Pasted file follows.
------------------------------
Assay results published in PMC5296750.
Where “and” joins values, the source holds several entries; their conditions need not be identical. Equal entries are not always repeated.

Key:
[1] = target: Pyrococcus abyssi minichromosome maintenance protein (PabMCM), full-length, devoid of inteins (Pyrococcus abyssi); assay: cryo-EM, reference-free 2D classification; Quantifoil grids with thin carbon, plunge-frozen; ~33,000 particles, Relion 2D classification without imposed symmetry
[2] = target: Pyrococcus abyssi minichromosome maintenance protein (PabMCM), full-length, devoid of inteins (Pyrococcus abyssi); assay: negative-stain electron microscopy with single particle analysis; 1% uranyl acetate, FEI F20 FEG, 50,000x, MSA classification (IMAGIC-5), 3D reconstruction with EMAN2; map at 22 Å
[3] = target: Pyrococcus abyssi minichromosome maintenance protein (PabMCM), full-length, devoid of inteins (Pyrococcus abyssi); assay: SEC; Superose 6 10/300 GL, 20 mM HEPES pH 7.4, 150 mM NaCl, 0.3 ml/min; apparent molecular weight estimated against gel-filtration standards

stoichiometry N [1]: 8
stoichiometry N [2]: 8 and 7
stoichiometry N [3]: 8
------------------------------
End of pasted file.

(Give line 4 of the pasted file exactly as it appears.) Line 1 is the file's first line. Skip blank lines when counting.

[1] = target: Pyrococcus abyssi minichromosome maintenance protein (PabMCM), full-length, devoid of inteins (Pyrococcus abyssi); assay: cryo-EM, reference-free 2D classification; Quantifoil grids with thin carbon, plunge-frozen; ~33,000 particles, Relion 2D classification without imposed symmetry